Amazon-style buying—quick, easy, intuitive but mainly quick—has caused untold Sturm and Drang among myriad B2B OEMs and, especially, B2B distributors across all of global industry. Many distributors have good reason to be deathly afraid of Amazon. But the better ones—those up in thinner air with Grainger—might just hold their own against Amazon—or, if not, have an M&A future with Amazon.
OEMs, who once scoffed at the idea of Amazon ever becoming a key sales channel, are taking it much more seriously, especially since the morphing of Amazon Supply into Amazon Business, complete with live chat. Amazon is now a top 5 sales channel for many OEMs. And some may well face a future where Amazon will be their primary or even sole sales channel.
Yet, for OEMs it’s not all wines and roses doing business with Amazon.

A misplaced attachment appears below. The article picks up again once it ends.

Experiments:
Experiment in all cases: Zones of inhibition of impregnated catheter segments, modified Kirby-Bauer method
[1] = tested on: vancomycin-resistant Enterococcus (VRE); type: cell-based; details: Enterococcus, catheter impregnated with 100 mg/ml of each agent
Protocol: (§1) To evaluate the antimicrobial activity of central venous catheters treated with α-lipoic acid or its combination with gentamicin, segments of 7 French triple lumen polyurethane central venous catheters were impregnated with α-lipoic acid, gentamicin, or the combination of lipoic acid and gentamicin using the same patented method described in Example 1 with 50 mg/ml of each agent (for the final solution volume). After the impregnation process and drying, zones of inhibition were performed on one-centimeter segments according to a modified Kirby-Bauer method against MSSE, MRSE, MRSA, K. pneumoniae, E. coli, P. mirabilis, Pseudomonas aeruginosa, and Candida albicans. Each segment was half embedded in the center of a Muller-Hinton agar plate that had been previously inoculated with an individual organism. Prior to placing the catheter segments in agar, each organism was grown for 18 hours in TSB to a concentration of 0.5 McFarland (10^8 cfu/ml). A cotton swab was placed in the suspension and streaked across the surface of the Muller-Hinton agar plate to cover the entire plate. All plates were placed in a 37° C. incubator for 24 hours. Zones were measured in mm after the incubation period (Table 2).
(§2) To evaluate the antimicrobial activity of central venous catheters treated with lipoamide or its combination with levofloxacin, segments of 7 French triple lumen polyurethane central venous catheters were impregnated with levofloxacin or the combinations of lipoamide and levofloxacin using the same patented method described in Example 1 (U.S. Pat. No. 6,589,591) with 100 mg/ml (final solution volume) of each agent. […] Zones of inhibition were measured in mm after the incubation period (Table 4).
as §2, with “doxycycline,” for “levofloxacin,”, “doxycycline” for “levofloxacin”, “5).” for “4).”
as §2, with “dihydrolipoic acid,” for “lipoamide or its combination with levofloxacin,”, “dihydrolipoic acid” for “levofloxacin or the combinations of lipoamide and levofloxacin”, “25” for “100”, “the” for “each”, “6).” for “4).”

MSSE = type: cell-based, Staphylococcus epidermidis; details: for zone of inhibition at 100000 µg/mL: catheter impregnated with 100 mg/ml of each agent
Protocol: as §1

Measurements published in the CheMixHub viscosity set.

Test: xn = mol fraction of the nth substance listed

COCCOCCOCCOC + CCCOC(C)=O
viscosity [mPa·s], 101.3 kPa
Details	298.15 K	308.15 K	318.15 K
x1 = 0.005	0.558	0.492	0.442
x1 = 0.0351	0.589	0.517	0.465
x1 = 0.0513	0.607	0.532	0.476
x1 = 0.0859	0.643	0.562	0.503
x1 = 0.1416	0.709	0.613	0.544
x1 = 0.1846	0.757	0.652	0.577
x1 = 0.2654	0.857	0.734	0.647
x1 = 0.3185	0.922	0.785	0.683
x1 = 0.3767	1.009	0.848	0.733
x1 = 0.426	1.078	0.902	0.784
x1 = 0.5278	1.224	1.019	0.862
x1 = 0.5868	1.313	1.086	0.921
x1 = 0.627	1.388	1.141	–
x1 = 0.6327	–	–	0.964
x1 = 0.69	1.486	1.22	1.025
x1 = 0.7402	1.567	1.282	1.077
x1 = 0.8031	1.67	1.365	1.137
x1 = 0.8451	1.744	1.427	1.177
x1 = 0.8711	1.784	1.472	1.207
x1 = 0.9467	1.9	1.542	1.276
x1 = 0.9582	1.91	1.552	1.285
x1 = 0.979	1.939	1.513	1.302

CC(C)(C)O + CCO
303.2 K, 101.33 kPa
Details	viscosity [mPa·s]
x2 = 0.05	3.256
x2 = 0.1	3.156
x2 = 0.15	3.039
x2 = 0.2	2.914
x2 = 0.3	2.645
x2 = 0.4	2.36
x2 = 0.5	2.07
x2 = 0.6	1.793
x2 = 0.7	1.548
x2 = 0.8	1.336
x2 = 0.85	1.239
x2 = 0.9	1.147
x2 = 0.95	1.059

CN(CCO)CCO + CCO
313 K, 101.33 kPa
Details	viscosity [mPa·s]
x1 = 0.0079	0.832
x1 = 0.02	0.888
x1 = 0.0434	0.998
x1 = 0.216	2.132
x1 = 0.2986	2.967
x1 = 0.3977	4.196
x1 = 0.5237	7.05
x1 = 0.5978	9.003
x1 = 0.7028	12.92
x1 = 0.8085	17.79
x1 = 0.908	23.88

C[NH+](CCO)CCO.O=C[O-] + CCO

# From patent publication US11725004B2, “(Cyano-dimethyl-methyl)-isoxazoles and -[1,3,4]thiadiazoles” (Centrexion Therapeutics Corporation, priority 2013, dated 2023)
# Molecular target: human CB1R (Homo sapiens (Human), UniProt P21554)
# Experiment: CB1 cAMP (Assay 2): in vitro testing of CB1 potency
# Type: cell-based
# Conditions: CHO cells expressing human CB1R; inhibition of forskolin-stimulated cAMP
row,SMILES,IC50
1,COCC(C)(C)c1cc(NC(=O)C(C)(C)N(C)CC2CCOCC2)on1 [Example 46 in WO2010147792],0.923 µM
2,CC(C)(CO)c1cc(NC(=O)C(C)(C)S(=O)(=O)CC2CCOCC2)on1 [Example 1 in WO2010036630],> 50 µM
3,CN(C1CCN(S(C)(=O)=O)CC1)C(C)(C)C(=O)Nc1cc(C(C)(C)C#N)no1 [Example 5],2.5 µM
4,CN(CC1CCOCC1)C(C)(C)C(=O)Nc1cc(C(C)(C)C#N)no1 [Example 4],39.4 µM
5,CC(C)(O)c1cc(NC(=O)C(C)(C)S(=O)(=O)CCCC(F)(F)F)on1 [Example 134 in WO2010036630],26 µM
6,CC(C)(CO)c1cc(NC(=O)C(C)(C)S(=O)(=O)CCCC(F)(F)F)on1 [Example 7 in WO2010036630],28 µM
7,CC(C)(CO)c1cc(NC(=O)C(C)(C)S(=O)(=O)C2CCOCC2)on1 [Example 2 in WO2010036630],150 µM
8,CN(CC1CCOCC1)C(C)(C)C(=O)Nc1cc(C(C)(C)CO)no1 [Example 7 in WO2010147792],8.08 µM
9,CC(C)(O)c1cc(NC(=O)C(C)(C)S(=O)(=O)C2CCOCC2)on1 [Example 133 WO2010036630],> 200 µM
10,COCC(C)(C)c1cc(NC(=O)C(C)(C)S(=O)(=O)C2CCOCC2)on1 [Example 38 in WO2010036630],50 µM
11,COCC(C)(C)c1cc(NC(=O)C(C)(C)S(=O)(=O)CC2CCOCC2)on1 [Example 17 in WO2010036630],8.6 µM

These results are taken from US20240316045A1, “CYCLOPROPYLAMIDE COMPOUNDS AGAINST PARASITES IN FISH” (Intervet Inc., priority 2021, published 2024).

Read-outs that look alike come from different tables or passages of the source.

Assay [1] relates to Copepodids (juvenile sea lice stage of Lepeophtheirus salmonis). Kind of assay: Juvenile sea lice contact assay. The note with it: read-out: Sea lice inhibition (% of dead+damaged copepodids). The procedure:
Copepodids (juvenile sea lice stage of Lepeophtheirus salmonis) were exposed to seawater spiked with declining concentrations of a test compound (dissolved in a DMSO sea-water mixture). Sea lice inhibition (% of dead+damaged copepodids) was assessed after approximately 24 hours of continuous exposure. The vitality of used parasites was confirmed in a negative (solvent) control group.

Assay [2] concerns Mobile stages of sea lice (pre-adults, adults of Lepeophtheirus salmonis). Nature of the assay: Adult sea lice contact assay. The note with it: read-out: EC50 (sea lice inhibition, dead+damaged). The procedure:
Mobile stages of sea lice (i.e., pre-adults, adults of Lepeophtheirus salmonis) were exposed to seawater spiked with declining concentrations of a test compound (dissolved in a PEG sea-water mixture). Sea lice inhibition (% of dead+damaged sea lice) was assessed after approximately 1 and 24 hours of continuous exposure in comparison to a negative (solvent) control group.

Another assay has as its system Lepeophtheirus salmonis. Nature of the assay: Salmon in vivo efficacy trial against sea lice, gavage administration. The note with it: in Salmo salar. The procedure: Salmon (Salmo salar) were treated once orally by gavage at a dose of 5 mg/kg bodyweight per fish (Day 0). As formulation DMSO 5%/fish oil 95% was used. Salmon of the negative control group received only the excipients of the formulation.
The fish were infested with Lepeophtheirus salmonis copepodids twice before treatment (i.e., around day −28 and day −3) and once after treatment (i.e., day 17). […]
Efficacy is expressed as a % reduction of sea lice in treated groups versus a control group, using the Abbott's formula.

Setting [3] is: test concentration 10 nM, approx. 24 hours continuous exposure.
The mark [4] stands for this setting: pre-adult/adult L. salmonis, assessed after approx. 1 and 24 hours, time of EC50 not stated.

As our OEM marketer client told me, while Amazon will work with you to get your products up on their site and provide tools to get search, reviews and recommendations going, eventually they’ll learn enough about your products to introduce their own private label knock-offs. And before you know it, they’ll be an arch competitor, too.
And that’s why many OEMs are responding to Amazon by trying to do more direct online selling, something just a few years ago many said would never happen due to fears of “channel conflict” and irate distributors and dealers cutting them off.
So, if there is to be a big first buy by Amazon in the B2B world, my money is on a mammoth distributor like Grainger. Time will tell. If I’m right, you’ll hopefully remember I predicted it here!